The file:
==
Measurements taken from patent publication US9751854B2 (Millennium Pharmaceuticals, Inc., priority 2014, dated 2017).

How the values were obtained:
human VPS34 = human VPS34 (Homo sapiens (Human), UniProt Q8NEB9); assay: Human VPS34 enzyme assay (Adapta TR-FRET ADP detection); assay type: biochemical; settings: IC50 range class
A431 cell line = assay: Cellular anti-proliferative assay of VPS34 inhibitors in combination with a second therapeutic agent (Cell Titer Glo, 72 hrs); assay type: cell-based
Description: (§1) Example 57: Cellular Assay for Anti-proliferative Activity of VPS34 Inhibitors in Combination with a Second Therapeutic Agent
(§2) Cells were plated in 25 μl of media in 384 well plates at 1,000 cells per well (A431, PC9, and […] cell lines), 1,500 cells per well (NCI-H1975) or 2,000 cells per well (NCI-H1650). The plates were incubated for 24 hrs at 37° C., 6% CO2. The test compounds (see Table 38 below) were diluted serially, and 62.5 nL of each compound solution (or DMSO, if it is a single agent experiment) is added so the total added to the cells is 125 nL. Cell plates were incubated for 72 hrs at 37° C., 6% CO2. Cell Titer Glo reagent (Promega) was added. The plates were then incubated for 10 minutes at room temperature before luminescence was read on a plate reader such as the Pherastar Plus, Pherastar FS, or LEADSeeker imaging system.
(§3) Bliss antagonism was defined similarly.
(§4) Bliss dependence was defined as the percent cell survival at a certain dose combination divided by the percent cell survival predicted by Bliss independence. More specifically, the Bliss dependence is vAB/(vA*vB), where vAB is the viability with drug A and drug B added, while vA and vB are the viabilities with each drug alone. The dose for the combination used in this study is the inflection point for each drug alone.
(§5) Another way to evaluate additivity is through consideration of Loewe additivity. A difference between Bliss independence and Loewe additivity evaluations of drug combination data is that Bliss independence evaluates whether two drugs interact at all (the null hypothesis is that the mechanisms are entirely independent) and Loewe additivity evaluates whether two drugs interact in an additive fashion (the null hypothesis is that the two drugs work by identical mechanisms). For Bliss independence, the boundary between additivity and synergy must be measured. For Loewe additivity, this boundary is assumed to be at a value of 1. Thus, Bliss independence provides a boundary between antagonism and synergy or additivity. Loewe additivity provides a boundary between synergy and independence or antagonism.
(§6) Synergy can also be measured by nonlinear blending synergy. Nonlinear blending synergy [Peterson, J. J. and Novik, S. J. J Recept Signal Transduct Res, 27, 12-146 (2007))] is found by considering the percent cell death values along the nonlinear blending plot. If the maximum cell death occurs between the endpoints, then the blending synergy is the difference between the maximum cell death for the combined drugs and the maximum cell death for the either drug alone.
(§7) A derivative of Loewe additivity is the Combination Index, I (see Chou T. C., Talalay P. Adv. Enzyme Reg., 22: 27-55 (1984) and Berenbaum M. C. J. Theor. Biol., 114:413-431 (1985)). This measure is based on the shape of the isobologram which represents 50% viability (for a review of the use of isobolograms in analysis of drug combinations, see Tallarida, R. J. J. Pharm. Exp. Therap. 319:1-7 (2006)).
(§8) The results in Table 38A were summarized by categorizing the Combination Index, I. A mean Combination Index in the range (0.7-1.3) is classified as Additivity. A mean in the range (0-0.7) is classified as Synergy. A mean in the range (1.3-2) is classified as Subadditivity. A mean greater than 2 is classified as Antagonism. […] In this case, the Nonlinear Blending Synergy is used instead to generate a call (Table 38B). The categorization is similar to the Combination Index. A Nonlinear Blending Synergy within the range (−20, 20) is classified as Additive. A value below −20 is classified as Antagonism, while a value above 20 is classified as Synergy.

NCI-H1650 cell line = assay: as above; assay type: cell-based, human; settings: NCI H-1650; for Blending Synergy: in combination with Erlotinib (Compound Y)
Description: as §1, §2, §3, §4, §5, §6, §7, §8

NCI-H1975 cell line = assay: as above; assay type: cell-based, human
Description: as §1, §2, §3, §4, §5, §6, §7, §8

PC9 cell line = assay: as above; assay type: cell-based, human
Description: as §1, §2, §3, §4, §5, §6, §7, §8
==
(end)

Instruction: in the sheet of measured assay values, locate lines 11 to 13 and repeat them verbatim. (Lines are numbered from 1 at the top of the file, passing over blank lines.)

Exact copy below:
(§7) A derivative of Loewe additivity is the Combination Index, I (see Chou T. C., Talalay P. Adv. Enzyme Reg., 22: 27-55 (1984) and Berenbaum M. C. J. Theor. Biol., 114:413-431 (1985)). This measure is based on the shape of the isobologram which represents 50% viability (for a review of the use of isobolograms in analysis of drug combinations, see Tallarida, R. J. J. Pharm. Exp. Therap. 319:1-7 (2006)).
(§8) The results in Table 38A were summarized by categorizing the Combination Index, I. A mean Combination Index in the range (0.7-1.3) is classified as Additivity. A mean in the range (0-0.7) is classified as Synergy. A mean in the range (1.3-2) is classified as Subadditivity. A mean greater than 2 is classified as Antagonism. […] In this case, the Nonlinear Blending Synergy is used instead to generate a call (Table 38B). The categorization is similar to the Combination Index. A Nonlinear Blending Synergy within the range (−20, 20) is classified as Additive. A value below −20 is classified as Antagonism, while a value above 20 is classified as Synergy.

NCI-H1650 cell line = assay: as above; assay type: cell-based, human; settings: NCI H-1650; for Blending Synergy: in combination with Erlotinib (Compound Y)